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Kayak Outriggers & Stabilizers – Our Complete Guide

I think it’s safe to say that every kayaking enthusiast is concerned about one thing – stability. How stable your kayak is can be the difference between enjoying a smooth kayaking expedition or ending up in the water several times. There are situations where stability is even more paramount like when fishing, reeling in your catch, using a sail, or for beginner paddlers that are scared on the water.

A kayak outrigger will come in handy in the situations above. Yes, outriggers don’t exactly contribute to the sleek look of your yak and slow you down a bit. But the incredible stability they offer means you can turn your yak into a fishing platform and the confidence of beginner paddlers can be massively boosted which will help them get over their fear of the water in due time.

There are several kayak outriggers on the market. But not all outriggers out there are of high quality and some are just downright useless. This is why I decided to make this guide, to help you list all the things you need to take into consideration when choosing an outrigger or a stabilizer for your kayak.

Advantages and Disadvantages of Kayak Outriggers

There are several benefits of using a kayak outrigger. The most obvious benefit is improved stability which significantly reduces the chances of a kayak tipping over. Beginner paddlers lacking confidence will also benefit from using an outrigger. They’ll most likely take more kayaking trips in the future if they can be assured of the stability of their vessels.

You should be concerned about the stability of your vessel if you are using a sail, using a keel, while fishing, or if you are a tall and heavy paddler. The stability of your yak will most likely be less than ideal in any of the scenarios above.

Outriggers are also very versatile and can be used for both kayaks and canoes. So if you own both a kayak and a canoe, all you need is just one outrigger.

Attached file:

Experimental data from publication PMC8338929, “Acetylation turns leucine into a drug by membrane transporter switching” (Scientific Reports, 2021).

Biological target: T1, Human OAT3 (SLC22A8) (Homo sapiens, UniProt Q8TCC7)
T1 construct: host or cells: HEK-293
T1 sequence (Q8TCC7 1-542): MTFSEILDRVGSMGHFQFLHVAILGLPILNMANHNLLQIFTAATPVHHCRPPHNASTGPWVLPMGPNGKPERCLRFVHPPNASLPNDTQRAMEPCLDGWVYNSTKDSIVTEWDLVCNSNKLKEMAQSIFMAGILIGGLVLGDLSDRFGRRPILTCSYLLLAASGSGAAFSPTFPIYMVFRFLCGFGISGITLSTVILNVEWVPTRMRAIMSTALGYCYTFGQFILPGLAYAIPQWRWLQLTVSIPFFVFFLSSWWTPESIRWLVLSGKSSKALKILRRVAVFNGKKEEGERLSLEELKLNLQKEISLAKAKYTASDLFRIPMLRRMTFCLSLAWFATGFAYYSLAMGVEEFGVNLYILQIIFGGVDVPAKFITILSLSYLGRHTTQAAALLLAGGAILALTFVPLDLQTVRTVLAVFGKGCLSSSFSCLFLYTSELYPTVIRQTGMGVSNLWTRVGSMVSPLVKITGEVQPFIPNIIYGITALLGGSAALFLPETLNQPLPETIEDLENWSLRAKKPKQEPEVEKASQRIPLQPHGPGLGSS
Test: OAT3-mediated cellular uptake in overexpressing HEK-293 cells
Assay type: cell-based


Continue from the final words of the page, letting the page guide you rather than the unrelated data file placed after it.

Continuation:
By improving your stability, outriggers also improve your balance which is beneficial when fishing. And a balanced yak means you can stand up to fish without falling into the water.

The main disadvantage of outriggers is that they slow you down. You are essentially trading extra stability for speed. It’s the law of physics and there isn’t much anyone can do about it.

I won’t bore you by going into all the physics involved with outriggers. But you can do a quick Google search if you are really interested in the science.

Solid vs. Inflatable Outrigger Floats

Outriggers can either be solid or inflatable. Solid outrigger floats are usually made of PVC and are very robust and durable. However, there is the drawback of solid outriggers being not as easy to store as inflatables.

Inflatable outrigger floats need to be inflated before use and pack into a very small, compact, and lightweight bag when deflated. They are easier to transport and store than solid outrigger floats. However, they are not as durable as they are prone to puncture.

The exterior of inflatable outrigger floats is usually made of tough materials but punctures are still a possibility.

How to Mount an Outrigger on a Kayak?

Mounting an outrigger is generally easy but someone not familiar with kayaks may have some trouble with them.

There are some outriggers that just need to be placed on your kayak. You want to place your outrigger in a place where it won’t interfere with paddle strokes or your fishing line.

And this means you have to place your outrigger closer to your yak’s stern. Find an open space of the right size after which you’ll have to carefully measure just how much clearance you’ll end up with.

Some outriggers will require you to drill into your yak. This could be a bit of a problem for some people. I’d recommend you don’t buy this type of outrigger unless you have some experience with DIY projects.

How to Choose Your Kayak Outriggers

Below are factors you should put into consideration when choosing your kayak outriggers or stabilizers.


You have to put the material of the outrigger float and arm into consideration. The float could be solid, rigid, and durable materials like PVC or inflatables made of poly materials.

Common materials used for outrigger arms include aluminum, fiberglass, and plastic. Remember to put the water condition where you’ll be kayaking into consideration. If you’ll be paddling in saltwater, you’d have to choose a material resistant to corrosion. Aluminum and fiberglass will be your choice of materials in this case.

Size / Length

First of all, your outrigger needs to be capable of handling the size and weight of your yak with you in it. Then, there’s also the size of the outrigger to be considered.

As a rule of thumb, your yak will be slower the shorter your outrigger is. Luckily, there are many outriggers on the market with extendable arms and you always use the length that gives the outrigger its best performance.

Ease of Removal

Manufacturers understand the need for paddlers to remove their outriggers for storage after use. This is why you’d find out that most outriggers on the market are easily removable.

Final Thoughts

There you have it, the best kayak outriggers on the market. You now know about scenarios where outriggers may come in handy and you shouldn’t hesitate to get one if you find yourself in need of extra stability.

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